Flag Desecration



The issue of flag desecration has been and continues to be a
highly controversial issue; on the one side there are those who
believe that the flag is a unique symbol for our nation which
should be preserved at all costs, while on the other are those
who believe that flag burning is a form of free speech and that
any legislation designed to prevent this form of expression is
contrary to the ideals of the First Amendment to our
Constitution.
Shawn Eichman, as well as the majority of the United States
Supreme Court, is in the latter of these groups. Many citizens
believe that the freedom of speech granted to them in the First
Amendment means that they can express themselves in any manner
they wish as long as their right of expression does not infringe
on the rights of others; others, however, believe that there are
exceptions to this right of speech. Such constitutional issues
need to be worked out by the Supreme Court, which uses its powers
of constitutional interpretation and judicial review to outline
the underpinnings of the Constitution and interpret the law.
The case which acted as an impetus for Eichman’s actions was
that of Texas v. Johnson. “In 1984, in Dallas, Gregory Johnson,
a member of the Revolutionary Communist Youth Brigade, a Maoists
society, publicly burned a stolen American flag to protests the
re-nomination of Ronald Reagan as the Republican candidate” (Levy
217). The police consequently arrested Johnson not for his
message but for his manner in delivering it; he had violated a
Texas statute that prohibited the desecration of a venerated
object by acts that “the offender knows will seriously offend on
or more persons” (Downs 83). Johnson had hoped to capture
America’s attention with this burning, and he did; however, his
protest earned him more than a moment in the national spotlight.
“Under Texas’s tough anti-flag-burning statute, Johnson was fine
$2,000 and sentenced to a year in prison” (Relin 16).
In Texas v. Johnson a majority of the Supreme Court
considered for the first time whether the First Amendment
protects desecration of the United States flag as a form of
symbolic speech. A sharply divided Court had previously dealt
with symbolic speech cases that involved alleged misuses of the
flag. While “the Court had ruled in favor of the defendants in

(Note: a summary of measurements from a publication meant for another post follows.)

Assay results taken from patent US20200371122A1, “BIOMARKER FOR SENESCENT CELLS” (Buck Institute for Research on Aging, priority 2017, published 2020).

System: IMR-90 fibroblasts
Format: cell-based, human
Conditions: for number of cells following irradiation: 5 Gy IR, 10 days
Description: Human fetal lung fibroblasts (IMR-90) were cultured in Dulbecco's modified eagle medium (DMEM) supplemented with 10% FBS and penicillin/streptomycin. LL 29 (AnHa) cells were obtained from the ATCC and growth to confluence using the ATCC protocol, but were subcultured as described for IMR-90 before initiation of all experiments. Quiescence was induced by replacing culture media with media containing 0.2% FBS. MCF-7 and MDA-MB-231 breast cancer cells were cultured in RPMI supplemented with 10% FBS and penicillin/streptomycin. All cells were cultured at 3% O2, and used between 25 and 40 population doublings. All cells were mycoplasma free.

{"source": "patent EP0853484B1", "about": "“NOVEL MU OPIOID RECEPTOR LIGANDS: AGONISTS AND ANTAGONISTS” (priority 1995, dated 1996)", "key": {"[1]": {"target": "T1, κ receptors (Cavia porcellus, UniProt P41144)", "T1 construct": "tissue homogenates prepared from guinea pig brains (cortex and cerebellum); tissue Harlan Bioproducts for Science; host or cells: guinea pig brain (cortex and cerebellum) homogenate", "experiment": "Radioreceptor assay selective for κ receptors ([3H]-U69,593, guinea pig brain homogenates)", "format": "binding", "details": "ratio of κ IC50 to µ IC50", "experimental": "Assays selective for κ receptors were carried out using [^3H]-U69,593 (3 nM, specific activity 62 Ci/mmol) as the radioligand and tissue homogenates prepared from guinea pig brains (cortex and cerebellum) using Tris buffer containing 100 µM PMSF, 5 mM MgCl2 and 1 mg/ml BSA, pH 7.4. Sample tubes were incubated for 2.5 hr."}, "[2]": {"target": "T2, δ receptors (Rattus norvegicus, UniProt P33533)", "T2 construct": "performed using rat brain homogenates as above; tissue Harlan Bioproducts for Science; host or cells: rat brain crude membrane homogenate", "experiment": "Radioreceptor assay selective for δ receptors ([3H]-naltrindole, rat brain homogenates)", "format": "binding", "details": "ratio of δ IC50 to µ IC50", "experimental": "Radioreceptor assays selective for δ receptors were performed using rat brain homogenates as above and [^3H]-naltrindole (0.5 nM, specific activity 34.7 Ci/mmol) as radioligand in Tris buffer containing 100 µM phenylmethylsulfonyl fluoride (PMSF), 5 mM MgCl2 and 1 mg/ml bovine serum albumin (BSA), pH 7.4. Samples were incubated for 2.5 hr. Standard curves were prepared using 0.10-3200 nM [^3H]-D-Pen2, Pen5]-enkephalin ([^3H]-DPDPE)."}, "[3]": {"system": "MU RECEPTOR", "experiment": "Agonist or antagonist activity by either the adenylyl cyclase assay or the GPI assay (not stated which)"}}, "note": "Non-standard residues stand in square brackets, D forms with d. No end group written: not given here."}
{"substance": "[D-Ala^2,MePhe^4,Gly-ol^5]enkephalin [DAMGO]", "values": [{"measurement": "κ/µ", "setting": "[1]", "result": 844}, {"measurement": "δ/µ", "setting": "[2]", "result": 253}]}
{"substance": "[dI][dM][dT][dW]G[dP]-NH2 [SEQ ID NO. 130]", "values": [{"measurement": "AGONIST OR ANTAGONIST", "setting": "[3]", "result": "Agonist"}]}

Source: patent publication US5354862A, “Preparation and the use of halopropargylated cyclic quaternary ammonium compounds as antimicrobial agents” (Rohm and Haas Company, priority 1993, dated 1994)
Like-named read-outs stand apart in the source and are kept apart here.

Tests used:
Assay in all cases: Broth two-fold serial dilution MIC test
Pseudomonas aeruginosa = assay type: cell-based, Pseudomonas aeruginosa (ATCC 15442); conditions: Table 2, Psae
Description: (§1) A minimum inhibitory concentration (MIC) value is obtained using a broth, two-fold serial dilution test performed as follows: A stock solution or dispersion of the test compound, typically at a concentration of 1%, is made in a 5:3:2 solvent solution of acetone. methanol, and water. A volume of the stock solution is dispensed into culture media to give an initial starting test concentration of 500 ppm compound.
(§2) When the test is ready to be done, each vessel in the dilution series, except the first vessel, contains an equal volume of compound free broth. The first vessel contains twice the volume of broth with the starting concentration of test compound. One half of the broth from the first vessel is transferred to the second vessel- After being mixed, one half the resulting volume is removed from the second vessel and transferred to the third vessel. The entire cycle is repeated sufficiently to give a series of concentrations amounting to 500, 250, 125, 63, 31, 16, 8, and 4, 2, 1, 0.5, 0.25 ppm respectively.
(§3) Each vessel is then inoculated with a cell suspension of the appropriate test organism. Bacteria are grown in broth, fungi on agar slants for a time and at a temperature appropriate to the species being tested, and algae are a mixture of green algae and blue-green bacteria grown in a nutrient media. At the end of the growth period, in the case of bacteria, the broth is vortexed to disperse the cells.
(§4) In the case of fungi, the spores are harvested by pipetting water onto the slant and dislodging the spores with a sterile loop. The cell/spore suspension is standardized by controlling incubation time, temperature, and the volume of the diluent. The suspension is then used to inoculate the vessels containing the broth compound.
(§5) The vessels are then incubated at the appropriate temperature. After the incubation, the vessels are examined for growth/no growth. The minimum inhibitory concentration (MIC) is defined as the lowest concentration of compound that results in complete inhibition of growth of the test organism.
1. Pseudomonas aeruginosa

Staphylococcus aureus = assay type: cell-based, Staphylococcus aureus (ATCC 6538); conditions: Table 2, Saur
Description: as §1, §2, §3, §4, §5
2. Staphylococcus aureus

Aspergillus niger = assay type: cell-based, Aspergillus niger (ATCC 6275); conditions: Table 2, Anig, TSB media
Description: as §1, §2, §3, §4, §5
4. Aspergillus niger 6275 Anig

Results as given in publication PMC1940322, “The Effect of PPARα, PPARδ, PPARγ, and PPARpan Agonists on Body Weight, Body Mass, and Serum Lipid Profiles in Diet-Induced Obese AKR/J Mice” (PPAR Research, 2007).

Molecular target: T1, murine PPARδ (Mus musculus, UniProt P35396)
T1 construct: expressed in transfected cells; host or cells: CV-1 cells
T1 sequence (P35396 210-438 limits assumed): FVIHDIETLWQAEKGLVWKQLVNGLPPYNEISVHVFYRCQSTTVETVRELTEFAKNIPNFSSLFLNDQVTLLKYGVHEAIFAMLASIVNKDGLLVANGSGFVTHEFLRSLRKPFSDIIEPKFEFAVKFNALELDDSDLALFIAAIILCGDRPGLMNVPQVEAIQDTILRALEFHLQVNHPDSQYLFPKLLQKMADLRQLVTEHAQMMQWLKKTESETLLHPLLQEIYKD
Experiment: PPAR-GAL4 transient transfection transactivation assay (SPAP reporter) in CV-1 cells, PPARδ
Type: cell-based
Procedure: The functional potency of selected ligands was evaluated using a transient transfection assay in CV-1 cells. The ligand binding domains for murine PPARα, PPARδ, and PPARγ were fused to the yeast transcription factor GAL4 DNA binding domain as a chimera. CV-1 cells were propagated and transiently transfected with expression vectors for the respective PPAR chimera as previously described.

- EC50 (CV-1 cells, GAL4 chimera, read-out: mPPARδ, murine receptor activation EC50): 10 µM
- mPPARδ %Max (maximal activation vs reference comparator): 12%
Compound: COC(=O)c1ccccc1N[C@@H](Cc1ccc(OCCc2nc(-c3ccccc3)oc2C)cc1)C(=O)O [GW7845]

those cases (Street v. New York, 1969; Smith v. Goguen, 1974;
Spence v. Washington, 1974), it had done so on narrow grounds,
refusing to confront the ultimate question status of flag
desecration” (Downs 868). The court ruled in favor of Johnson
(5-4), believing that “there was no evidence that Johnson’s
expression threatened an imminent disturbance of the peace, and
that the statute’s protection of the integrity of the flag as a
symbol was improperly directed at the communicative message
entailed in flag burning” (Downs 868). Justice Brennan concluded
by saying, “We do not consecrate the flag by punishing it’s
desecration, for in doing so we dilute the freedom that this
cherished emblem represents” (Witt 409).
Reacting to this ruling, the Untied State’s Congress sought
to pass legislation that would overturn it. The Flag Protection
Amendment was introduced and then voted down, but then the Flag
Protection Act was passed in both houses. President Bush allowed
this act to pass without his signature, “an expression of his
preference for a Constitutional amendment” (Apel “Flag
Protection”). The Act criminalized the conduct of anyone who
“knowingly mutilates, defaces, physically defiles, burns,
maintains on the floor or ground, or tramples upon” a United
States flag, except conduct related to the disposal of a “worn or
soiled” flag (U.S.).
On October 30th, 1989, the day the bill went into effect,
hundreds of people burned flags; among them was Shawn Eichman.
The Justice Department admitted that the law was unconstitutional
under Texas v. Johnson, but prosecuted anyways, hoping to get the
court to reverse its decision. The court decided that “flag
desecration is a form of political expression that is protected
under the First Amendment rights to free speech,” and ruled in
favor of Eichman by a vote of 5 to 4, thus nullify the Flag
Protection Act which Eichman had been protesting (“House” 1144).
The majority consisted of Justices Brennan, Marshall, Blackmun,
Scalia, and Kennedy. Dissenting were Justices Stevens, Renquist,
White, and O’Connor.
For the majority opinion, Justice Brennan wrote the
following:

Although the Flag Protection Act contains no explicit
content-based limitation on the scope of prohibited
conduct, it is nevertheless clear that the
Government’s asserted interest is related to the
suppression of free expression...Moreover, the precise
language of the Act’s prohibitions confirms Congress’
interest in the communicative impact of flag
destruction...If there is a bedrock principle
underlying